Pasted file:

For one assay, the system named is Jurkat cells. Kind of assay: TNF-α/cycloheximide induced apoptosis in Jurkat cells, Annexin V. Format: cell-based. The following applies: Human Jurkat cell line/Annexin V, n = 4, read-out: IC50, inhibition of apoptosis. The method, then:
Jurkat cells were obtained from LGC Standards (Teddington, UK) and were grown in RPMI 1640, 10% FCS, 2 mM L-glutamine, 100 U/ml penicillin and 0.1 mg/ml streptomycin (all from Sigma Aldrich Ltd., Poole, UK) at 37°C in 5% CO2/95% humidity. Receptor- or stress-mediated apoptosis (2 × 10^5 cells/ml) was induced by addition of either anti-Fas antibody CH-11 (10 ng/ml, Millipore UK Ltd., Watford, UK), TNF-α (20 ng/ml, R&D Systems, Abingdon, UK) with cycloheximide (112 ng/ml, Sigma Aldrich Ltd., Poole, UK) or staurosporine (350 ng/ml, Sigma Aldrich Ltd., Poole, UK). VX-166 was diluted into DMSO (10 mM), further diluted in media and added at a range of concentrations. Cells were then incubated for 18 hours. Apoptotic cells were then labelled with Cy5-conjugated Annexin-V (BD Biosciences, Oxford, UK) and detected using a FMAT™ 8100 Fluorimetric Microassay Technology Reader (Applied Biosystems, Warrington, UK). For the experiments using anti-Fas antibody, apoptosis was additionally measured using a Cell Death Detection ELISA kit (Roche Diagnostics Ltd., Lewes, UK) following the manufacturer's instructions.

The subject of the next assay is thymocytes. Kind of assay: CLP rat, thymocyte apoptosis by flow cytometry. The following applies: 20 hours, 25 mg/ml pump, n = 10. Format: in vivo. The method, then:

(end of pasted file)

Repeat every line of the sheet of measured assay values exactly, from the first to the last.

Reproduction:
For one assay, the system named is Jurkat cells. Kind of assay: TNF-α/cycloheximide induced apoptosis in Jurkat cells, Annexin V. Format: cell-based. The following applies: Human Jurkat cell line/Annexin V, n = 4, read-out: IC50, inhibition of apoptosis. The method, then:
Jurkat cells were obtained from LGC Standards (Teddington, UK) and were grown in RPMI 1640, 10% FCS, 2 mM L-glutamine, 100 U/ml penicillin and 0.1 mg/ml streptomycin (all from Sigma Aldrich Ltd., Poole, UK) at 37°C in 5% CO2/95% humidity. Receptor- or stress-mediated apoptosis (2 × 10^5 cells/ml) was induced by addition of either anti-Fas antibody CH-11 (10 ng/ml, Millipore UK Ltd., Watford, UK), TNF-α (20 ng/ml, R&D Systems, Abingdon, UK) with cycloheximide (112 ng/ml, Sigma Aldrich Ltd., Poole, UK) or staurosporine (350 ng/ml, Sigma Aldrich Ltd., Poole, UK). VX-166 was diluted into DMSO (10 mM), further diluted in media and added at a range of concentrations. Cells were then incubated for 18 hours. Apoptotic cells were then labelled with Cy5-conjugated Annexin-V (BD Biosciences, Oxford, UK) and detected using a FMAT™ 8100 Fluorimetric Microassay Technology Reader (Applied Biosystems, Warrington, UK). For the experiments using anti-Fas antibody, apoptosis was additionally measured using a Cell Death Detection ELISA kit (Roche Diagnostics Ltd., Lewes, UK) following the manufacturer's instructions.

The subject of the next assay is thymocytes. Kind of assay: CLP rat, thymocyte apoptosis by flow cytometry. The following applies: 20 hours, 25 mg/ml pump, n = 10. Format: in vivo. The method, then: